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Curbing Traffic Accidents in Israel

A new system of computerized infra-red traffic monitors developed at the Jerusalem College of Technology (JCT) is expected to drastically improve Israel’s horrendous record of highway accident fatalities, which is one of the highest per capita in the world, the Friends of the JCT reported here Thursday.

The device, known as “black boxes,” is presently being tested in Israel and shows great promise of rapidly curbing dangerous driving habits, according to a report to the Cabinet in Jerusalem by the Israel Center for Driving Research and In jury Prevention. It consists of an electro-optic traffic monitor with a built-in video camera designed by a JCT team headed by Joseph Bodenheimer and Gerry Ben-David.

The devices are mounted between pairs of 20-foot-high pylons on each side of the highway. The monitors provide computerized photographic print-outs of every vehicle using the highways. The print-out records the speed of the vehicle and the distance between it and the vehicle immediately ahead.

The data enable police to record speeding and tail-gating violations, two of the principal causes of highway accidents. According to the police, the system is more accurate and flexible than radar monitoring.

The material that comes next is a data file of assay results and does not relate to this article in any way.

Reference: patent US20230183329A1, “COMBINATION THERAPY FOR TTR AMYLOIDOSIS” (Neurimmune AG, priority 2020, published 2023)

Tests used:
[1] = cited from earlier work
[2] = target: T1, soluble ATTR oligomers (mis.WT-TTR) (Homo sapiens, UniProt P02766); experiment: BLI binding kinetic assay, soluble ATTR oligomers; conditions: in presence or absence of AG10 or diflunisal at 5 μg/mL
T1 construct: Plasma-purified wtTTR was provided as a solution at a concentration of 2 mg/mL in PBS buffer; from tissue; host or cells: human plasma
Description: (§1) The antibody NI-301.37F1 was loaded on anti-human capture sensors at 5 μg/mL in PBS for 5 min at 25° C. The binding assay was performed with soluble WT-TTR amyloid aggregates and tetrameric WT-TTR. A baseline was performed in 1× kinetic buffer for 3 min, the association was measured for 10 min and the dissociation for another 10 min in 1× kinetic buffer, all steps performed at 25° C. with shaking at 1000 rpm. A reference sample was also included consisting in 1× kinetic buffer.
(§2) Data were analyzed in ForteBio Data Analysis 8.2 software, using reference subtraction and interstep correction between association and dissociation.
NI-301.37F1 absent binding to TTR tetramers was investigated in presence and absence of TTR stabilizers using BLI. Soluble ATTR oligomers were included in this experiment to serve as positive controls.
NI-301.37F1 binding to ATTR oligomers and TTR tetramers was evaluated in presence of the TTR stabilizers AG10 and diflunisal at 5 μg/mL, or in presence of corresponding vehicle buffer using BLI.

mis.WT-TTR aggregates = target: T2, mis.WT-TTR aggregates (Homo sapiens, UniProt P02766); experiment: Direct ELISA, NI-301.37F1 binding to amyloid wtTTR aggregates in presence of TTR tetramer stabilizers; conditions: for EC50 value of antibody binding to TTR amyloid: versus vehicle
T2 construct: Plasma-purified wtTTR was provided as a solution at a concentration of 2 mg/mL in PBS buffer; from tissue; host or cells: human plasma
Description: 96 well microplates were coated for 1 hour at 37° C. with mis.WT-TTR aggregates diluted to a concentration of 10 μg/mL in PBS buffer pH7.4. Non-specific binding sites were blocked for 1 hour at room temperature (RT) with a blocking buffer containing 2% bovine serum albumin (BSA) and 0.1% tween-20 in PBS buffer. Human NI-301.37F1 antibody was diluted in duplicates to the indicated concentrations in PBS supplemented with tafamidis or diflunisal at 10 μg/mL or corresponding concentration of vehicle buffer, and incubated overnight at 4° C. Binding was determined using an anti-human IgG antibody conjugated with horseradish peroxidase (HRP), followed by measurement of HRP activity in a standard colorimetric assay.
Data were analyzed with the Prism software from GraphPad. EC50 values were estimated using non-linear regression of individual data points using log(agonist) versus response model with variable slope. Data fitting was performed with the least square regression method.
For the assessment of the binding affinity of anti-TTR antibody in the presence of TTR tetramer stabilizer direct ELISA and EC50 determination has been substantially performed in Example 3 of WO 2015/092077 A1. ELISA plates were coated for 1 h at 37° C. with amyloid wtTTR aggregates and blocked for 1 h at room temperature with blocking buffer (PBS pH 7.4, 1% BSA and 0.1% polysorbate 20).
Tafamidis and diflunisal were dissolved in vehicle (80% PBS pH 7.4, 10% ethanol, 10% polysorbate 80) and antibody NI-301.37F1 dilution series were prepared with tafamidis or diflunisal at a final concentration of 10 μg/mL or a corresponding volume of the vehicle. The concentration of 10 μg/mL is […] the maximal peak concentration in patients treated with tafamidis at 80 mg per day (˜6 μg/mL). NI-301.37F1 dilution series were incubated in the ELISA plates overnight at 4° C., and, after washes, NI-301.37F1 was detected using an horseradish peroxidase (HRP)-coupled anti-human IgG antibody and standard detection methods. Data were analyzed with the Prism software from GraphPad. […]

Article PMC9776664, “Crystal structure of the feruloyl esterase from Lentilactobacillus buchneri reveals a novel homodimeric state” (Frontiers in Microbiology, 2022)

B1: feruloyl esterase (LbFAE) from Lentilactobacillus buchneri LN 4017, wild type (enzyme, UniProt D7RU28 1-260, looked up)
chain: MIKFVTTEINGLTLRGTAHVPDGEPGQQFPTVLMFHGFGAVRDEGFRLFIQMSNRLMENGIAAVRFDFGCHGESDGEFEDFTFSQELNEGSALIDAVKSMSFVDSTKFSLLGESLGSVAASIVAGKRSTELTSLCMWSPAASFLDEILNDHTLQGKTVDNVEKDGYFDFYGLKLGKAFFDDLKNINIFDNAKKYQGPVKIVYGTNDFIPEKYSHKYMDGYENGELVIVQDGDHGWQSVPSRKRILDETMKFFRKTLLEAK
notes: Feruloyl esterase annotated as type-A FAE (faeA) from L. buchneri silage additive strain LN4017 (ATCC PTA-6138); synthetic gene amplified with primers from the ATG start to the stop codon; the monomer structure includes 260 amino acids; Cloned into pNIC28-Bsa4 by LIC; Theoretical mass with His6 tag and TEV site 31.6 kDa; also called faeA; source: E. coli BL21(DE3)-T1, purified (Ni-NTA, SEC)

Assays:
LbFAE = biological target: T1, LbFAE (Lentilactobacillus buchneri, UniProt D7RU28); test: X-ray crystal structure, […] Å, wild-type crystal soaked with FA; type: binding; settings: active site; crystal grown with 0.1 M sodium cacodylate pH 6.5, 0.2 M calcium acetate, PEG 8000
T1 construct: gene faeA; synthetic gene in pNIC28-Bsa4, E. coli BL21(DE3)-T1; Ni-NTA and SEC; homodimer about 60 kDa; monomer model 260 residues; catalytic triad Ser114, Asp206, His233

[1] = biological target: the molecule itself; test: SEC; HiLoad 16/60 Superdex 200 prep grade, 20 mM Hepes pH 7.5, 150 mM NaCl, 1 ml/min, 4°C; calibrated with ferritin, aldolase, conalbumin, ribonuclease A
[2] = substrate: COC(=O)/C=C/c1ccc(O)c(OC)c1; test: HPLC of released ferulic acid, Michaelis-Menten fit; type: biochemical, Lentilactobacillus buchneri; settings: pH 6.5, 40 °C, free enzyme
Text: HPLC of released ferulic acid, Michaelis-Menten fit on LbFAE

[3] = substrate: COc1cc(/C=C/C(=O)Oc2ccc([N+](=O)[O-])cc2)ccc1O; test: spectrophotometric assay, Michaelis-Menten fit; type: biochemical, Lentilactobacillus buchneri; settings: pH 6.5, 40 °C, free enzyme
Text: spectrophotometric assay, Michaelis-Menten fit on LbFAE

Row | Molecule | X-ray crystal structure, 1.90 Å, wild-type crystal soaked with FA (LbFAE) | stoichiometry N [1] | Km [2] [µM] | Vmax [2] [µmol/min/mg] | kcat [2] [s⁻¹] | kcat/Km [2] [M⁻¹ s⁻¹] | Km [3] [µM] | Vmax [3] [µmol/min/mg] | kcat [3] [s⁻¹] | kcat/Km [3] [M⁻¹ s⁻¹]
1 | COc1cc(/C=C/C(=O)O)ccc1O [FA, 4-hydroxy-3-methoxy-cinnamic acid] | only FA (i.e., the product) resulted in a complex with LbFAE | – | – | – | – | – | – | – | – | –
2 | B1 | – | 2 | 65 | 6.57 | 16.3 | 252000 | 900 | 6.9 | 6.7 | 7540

HORRENDOUS RECORD OF ACCIDENTS

Since the State of Israel was founded in 1948, some 14,500 persons have been killed in road accidents and 185,000 injured. This is significantly higher per kilometer travelled than in most developed countries.

Traffic deaths in Israel in fact are the principal cause of death among young people and the main cause of brain damage, paralysis and other permanent disabilities. More Israelis have been killed or injured on highways than in all of the country’s wars since 1948.

Drunk driving is not the major problem in Israel. The Center for Driving Research attributes the high accident rate to dangerous but preventable driving habits, the worst being excessive speed, reckless passing and tail-gating.

According to Ben-David, “We don’t have to spend millions of dollars and wait years before we see change in driving habits. The best way to prevent accidents and to save lives is to make the drivers afraid to drive unsafely.”

Apparently, Israelis at the wheel fear traffic summonses more than the consequences of reckless driving. An international conference on driver safety will be held at the JCT in Jerusalem in January 1987.

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